- Radiation Therapy and Shock Wave Lithotripsy – These are less invasive treatment options, again, used in hopes of breaking up the plaque causing the disease.
Regretfully, many times these treatment methods are unsuccessful. As a result, for men who are unable to have sex due to their Peyronie’s disease, surgery is often considered. Risk factors with surgery include impotence and may require a penile implant after surgery.
Surgical Treatment of Peyronie’s Disease
The most invasive treatment option for Peyronie’s disease is surgery, and it is typically only considered when penetrative sex is not possible, due to curvature. There are 3 types of surgery commonly used for this more extreme treatment method.
- Nesbit’s Operation – In a Nesbit’s operation, the corpora cavernosa with the attached plaque is exposed. An incision is made around the head of the penis and the skin is pulled back. An erection is artificially created, with a saline solution. ‘Tucks’ are then made in the tissue opposite the curvature, pulling the penis straight.
- Lue Operation – As with a Nesbit operation, the skin is pulled back from the shaft, by an incision around the head of the penis and an erection is artificially created. Tucks are also made; however, in addition, a separate incision is made in front of the patient’s ankle bone, to retrieve a vein to be grafted to the area.
- Plaque Excision with Polytetrafluoroethylene Patch – During this surgery, the plaque is removed from the penis and a polytetrafluoroethylene (the same material as Teflon) patch is grafted onto the Corpora cavernosa to force straightening. You’d literally be able to say that you have a Teflon penis.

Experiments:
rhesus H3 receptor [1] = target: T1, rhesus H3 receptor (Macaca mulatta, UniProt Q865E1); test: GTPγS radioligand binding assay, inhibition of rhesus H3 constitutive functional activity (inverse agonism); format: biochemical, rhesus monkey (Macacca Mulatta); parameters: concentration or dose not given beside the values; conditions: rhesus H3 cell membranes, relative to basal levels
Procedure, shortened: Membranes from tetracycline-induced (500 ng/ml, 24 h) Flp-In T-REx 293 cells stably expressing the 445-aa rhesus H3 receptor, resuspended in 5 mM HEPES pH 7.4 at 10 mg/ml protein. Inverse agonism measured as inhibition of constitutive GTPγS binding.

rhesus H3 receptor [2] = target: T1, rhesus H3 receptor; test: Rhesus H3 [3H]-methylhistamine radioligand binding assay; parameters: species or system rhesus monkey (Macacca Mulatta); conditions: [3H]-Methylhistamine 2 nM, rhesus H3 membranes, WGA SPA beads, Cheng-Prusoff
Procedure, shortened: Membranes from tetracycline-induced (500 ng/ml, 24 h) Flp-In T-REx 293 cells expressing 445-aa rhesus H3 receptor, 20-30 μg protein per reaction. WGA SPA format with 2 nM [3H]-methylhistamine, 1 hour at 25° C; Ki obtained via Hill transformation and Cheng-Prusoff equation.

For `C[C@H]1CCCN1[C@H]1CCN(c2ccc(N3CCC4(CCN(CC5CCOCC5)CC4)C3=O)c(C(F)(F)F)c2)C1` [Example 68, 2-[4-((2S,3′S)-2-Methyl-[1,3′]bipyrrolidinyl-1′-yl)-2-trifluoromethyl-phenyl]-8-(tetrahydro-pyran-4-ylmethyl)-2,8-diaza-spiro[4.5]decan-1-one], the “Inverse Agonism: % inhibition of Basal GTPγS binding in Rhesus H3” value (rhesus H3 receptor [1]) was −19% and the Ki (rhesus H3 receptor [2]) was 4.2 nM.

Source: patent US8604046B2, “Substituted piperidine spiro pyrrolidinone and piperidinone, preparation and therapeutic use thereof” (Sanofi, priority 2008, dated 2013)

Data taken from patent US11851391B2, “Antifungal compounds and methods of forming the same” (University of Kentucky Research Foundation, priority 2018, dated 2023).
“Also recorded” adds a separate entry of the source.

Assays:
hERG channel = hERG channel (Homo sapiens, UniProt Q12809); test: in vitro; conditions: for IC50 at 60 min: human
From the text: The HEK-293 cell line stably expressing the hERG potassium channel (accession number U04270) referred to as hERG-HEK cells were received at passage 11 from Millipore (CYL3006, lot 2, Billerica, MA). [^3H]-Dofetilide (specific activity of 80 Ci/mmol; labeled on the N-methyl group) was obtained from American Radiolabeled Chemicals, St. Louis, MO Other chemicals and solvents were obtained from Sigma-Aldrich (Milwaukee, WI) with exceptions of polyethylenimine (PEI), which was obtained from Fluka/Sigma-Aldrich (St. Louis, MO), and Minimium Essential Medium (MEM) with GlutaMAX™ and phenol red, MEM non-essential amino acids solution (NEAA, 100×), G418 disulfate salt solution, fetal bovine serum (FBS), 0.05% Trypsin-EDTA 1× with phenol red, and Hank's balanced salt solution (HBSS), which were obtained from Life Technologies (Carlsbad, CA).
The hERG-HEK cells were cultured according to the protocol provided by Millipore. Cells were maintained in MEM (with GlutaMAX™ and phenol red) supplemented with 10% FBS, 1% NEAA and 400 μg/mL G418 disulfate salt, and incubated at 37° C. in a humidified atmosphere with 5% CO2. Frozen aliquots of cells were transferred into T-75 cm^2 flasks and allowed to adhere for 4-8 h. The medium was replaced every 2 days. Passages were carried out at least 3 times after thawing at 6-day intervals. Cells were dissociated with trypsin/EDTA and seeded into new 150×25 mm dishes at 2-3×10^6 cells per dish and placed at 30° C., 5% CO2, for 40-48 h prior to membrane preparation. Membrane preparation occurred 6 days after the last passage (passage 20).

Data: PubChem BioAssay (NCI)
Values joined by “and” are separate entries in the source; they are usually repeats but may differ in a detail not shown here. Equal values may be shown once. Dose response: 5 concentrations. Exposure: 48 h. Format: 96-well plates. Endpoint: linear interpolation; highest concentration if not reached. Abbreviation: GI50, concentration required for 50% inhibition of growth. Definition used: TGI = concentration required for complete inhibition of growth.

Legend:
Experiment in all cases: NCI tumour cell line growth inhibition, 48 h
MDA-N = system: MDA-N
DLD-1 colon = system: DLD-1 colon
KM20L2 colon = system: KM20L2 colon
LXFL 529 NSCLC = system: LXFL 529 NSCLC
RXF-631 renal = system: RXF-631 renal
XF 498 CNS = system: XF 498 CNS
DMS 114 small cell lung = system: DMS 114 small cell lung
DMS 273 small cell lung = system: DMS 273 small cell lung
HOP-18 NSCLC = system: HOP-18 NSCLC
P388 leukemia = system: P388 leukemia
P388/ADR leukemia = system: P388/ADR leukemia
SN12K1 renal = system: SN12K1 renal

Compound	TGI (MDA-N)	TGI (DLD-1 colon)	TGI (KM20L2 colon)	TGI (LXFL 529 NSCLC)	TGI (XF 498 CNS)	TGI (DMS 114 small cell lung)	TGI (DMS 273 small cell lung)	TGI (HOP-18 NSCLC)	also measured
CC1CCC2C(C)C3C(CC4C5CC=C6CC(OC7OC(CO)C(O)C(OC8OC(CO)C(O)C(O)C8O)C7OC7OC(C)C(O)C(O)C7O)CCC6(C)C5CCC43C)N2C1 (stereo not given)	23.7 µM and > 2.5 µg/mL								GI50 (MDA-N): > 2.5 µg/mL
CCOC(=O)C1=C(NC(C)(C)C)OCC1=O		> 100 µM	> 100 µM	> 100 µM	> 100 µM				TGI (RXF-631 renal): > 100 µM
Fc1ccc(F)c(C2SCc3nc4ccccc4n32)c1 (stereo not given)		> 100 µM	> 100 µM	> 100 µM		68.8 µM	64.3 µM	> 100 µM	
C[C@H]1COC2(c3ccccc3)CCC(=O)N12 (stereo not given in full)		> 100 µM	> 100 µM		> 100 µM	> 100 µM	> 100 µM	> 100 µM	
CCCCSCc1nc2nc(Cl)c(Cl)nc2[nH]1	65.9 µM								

In all three surgeries there is the chance of loss of sensation in the penis and erectile dysfunction.
Per a study published in the International Journal of Impotence Research, Nesbit’s operation is not recommended for men whose penis is less than 13 cm in length, or who have a curve greater than 60 degrees, due to the primary side effect of penis shortening.
Peyronie’s disease is a painful and serious disease. It can result in difficulties during sex and even complete erectile dysfunction. Caused by a plaque that has developed inside the tunica albuginea, it can result in a bend in the penis or indentation. Treatment options are varied, from surgery to injections. However, the most conservative, and often effective, treatment involves the use of extenders to breakdown the scar tissue of the plaque and straighten the penis.